Every year Indonesians celebrate Kartini day in the name of women’s movement. But do we really mean it? Has Kartini day became a mere costume party day festival? I always see R.A Kartini as a woman from the late 19th century with thoughts centuries ahead of her own time. Lately though, I see her as a woman with thoughts way ahead of our time.
Let’s do a quick check on how Indonesian women are doing. Ok, so we see them in a more empowering positions, girls can go to universities, they can choose the career they love … but wait, those are only for girls from privileged families. They’re the minorities. The majorities snatched very low-income jobs, sent overseas as maids, trafficked for prostitution and of course, sold to Taiwan as brides!
And recently, we’re shocked with news like this 40-something year old rich man known as Syekh Puji, who insisted on marrying a 12-years old girl.
Those men in army-like uniforms are his bodyguards or whatever.
One of his hobbies, besides collecting wives, is collecting BMWs.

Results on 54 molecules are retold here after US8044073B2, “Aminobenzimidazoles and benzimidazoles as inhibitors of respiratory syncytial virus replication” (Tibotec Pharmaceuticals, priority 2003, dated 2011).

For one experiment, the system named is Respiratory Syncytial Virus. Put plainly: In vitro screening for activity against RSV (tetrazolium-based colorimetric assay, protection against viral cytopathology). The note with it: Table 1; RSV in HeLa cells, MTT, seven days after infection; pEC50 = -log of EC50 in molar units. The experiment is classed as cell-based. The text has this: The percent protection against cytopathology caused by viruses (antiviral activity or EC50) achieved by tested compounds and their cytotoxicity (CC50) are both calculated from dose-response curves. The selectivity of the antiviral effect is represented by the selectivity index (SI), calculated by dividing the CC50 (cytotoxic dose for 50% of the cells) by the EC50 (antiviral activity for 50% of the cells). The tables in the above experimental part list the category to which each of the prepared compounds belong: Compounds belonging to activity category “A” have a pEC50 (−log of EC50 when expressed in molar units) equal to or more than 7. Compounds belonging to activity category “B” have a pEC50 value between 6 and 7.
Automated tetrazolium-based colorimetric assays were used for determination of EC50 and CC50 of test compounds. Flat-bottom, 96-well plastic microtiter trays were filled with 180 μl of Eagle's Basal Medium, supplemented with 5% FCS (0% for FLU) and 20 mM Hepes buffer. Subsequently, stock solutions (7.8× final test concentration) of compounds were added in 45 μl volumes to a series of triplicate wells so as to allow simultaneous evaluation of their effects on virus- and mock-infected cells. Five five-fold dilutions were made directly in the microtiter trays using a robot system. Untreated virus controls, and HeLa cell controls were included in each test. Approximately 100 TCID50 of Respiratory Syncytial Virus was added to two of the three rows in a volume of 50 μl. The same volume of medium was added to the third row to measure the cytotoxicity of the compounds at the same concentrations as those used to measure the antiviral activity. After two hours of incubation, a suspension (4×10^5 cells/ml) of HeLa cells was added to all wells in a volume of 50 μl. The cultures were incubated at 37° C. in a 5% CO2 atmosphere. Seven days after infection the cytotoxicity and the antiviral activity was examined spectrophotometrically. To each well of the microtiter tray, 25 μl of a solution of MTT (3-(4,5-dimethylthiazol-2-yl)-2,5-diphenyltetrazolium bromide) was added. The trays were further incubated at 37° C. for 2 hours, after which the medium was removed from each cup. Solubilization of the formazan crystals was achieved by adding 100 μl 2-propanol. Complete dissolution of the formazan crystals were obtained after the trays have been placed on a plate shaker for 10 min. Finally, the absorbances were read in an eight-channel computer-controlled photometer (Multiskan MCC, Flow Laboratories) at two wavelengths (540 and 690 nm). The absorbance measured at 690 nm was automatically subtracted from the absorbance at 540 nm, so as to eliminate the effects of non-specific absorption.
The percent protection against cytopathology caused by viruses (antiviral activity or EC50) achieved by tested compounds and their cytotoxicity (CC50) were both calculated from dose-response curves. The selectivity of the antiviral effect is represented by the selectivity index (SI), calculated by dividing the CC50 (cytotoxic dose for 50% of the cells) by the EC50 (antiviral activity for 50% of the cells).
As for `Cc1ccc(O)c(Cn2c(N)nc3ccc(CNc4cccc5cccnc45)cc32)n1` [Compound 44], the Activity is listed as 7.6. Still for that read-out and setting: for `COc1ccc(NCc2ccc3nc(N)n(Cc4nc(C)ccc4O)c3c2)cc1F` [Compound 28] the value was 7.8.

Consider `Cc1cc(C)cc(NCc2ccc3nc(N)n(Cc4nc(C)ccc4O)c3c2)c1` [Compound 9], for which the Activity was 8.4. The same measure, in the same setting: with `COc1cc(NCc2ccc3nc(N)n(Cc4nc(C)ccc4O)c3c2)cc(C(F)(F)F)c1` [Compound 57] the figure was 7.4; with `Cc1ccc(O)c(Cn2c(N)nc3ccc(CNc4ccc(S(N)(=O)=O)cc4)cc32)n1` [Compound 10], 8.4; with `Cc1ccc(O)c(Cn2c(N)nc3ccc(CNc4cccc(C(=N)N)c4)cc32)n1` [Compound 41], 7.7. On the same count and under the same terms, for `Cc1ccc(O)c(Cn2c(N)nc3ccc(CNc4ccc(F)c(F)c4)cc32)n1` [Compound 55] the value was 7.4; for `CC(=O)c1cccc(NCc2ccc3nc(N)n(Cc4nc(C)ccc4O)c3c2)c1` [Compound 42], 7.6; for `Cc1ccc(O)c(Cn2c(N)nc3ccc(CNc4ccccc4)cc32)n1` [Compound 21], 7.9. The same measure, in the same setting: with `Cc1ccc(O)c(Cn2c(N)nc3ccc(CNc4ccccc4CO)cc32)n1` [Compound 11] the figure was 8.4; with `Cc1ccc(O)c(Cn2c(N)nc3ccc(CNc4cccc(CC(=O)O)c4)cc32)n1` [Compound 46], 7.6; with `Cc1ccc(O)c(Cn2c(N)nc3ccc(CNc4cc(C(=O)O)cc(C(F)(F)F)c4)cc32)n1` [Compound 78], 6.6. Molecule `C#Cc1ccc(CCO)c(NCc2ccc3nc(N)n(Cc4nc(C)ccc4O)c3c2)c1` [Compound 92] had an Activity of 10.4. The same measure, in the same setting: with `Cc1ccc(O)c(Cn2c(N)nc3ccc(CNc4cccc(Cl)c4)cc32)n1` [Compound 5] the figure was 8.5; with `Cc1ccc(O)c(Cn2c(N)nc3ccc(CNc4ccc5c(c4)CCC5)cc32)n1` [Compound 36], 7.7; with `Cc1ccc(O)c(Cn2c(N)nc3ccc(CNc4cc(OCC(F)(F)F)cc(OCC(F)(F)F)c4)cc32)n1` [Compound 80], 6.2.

What I found even more irritating is that he got plenty of sympathy for his action, and that the girl’s parents actually agreed on the marriage.
Syekh Puji aside, there is another practice that in my opinion is no difference from prostitution called kawin kontrak (short-term marriages, can be as short as a week or several days). It’s a practice that is becoming popular recently among the Arab businessmen or mere tourists who needed some sexual release in Indonesia. I hate how some people actually think that this practice is okay. It is not okay, it is a slap in the face for our country. And yet, more parents and women are agreeing to the kawin kontrak deals, mostly for money. Ironically, they made a comedy movie out of it. Kawin Kontrak became a big-screen hit.
My point is, Indonesian women still need a lot of catching up to do, not just the women actually, the whole society needs to catch up. We’re not even close to that ‘light’ that Kartini dreamt of.